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Dallanave, Edoardo; Kirscher, Uwe; Hauck, Jürgen; Hesse, Reinhard; Bachtadse, Valerian; Wortmann, Ulrich Georg (2018): Palaeomagnetic time and space constraints of the Early Cretaceous Rhenodanubian Flysch zone (Eastern Alps). In: Geophysical Journal International, Vol. 213, No. 3: pp. 1804-1817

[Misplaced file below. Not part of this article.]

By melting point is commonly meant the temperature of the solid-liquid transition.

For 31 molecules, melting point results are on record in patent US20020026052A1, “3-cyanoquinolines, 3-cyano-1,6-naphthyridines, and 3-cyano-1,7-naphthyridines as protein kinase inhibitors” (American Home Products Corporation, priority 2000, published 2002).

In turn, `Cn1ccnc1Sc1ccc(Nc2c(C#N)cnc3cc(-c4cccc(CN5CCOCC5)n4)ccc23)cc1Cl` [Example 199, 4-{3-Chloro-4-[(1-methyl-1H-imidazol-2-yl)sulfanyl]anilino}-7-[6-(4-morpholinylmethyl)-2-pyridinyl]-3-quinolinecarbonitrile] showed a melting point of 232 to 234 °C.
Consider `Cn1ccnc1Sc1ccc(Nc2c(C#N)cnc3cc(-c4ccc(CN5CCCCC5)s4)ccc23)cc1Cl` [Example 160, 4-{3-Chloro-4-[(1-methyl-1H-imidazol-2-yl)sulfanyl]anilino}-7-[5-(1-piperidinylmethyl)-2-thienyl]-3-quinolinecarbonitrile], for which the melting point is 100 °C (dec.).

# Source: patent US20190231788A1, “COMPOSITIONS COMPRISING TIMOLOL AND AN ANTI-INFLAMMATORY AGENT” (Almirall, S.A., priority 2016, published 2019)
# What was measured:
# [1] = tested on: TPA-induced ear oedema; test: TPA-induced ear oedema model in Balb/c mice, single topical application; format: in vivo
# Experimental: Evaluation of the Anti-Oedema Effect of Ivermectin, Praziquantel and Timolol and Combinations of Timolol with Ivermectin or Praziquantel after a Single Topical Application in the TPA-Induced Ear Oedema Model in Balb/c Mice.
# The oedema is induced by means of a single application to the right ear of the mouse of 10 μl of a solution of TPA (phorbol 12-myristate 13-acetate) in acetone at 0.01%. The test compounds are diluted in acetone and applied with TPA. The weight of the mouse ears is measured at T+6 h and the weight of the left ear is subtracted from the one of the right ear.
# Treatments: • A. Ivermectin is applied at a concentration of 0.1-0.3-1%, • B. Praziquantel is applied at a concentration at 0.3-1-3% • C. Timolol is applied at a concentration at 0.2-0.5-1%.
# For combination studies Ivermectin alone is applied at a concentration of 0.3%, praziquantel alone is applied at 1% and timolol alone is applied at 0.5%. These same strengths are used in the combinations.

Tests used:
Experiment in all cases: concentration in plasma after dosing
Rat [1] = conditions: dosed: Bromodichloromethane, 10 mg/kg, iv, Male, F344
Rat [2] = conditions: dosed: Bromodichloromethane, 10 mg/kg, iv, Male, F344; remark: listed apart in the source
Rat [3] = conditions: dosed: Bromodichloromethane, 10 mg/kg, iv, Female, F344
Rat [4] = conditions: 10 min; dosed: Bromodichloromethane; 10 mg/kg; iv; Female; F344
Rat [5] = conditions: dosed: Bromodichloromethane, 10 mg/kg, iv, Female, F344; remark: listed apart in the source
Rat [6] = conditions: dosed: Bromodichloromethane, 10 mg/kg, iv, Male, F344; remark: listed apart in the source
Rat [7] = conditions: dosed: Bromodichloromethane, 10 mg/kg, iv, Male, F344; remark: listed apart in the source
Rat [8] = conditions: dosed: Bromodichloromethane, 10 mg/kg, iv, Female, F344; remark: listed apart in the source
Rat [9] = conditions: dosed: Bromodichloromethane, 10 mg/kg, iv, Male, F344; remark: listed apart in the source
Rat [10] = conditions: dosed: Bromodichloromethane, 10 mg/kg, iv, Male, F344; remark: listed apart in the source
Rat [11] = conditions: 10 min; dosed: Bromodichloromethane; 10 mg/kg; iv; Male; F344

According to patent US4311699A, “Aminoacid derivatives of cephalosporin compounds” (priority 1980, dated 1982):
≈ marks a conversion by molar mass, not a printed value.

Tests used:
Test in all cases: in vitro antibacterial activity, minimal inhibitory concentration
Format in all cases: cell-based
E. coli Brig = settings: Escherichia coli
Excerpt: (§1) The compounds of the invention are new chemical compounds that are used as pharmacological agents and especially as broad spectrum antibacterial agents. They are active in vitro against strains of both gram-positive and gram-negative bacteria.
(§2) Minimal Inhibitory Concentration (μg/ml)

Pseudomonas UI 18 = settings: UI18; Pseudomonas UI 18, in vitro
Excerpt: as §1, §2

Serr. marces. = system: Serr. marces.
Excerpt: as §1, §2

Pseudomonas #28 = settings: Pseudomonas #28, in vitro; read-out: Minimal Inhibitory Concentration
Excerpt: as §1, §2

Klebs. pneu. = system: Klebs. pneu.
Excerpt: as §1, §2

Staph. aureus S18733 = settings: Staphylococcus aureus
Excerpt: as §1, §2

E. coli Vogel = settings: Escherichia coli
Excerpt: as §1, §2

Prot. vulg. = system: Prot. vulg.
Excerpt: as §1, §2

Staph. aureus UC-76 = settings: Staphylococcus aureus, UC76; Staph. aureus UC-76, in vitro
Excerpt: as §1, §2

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The Rhenodanubian Flysch zone (RDF) is a Lower Cretaceous-lower Palaeocene turbidite succession extending for similar to 500 km from the Danube at Vienna to the Rhine Valley (Eastern Alps). It consists of calcareous and siliciclastic turbidite systems deposited in a trench abyssal plain. The age of deposition has been estimated through micropalaeontologic dating. However, palaeomagnetic studies constraining the age and the palaeolatitude of deposition of the RDF are still missing. Here, we present palaeomagnetic data from the Early Cretaceous Tristel and Rehbreingraben Formations of the RDF from two localities in the Bavarian Alps (Rehbrein Creek and Lainbach Valley, southern Germany), and from the stratigraphic equivalent of the Falknis Nappe (Liechtenstein). The quality of the palaeomagnetic signal has been assessed by either fold test (FT) or reversal test (RT). Sediments from the Falknis Nappe are characterized by a pervasive syntectonic magnetic overprint as tested by negative FT, and are thus excluded from the study. The sediments of the Rehbreingraben Formation at Rehbrein Creek, with positive RT, straddle magnetic polarity Chron M0r and the younger M'-1r' reverse event, with an age of similar to 127-123 Ma (late Barremian-early Aptian). At Lainbach Valley, no polarity reversals have been observed, but a positive FT gives confidence on the reliability of the data. The primary palaeomagnetic directions, after correction for inclination shallowing, allow to precisely constrain the depositional palaeolatitude of the Tristel and Rehbreingraben Formations around similar to 28 degrees N. In a palaeogeographic reconstruction of the Alpine Tethys at the Barremian/Aptian boundary, the RDF is located on the western margin of the Brianconnais terrain, which was separated from the European continent by the narrow Valais Ocean.